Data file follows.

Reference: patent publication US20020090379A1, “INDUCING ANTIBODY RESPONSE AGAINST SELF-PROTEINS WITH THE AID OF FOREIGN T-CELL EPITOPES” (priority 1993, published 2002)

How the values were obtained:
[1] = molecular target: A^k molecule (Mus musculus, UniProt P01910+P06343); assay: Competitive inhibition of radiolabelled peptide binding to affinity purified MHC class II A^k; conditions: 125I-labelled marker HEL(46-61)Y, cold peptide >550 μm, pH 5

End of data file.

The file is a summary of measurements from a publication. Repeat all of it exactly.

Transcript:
Reference: patent publication US20020090379A1, “INDUCING ANTIBODY RESPONSE AGAINST SELF-PROTEINS WITH THE AID OF FOREIGN T-CELL EPITOPES” (priority 1993, published 2002)

How the values were obtained:
[1] = molecular target: A^k molecule (Mus musculus, UniProt P01910+P06343); assay: Competitive inhibition of radiolabelled peptide binding to affinity purified MHC class II A^k; conditions: 125I-labelled marker HEL(46-61)Y, cold peptide >550 μm, pH 5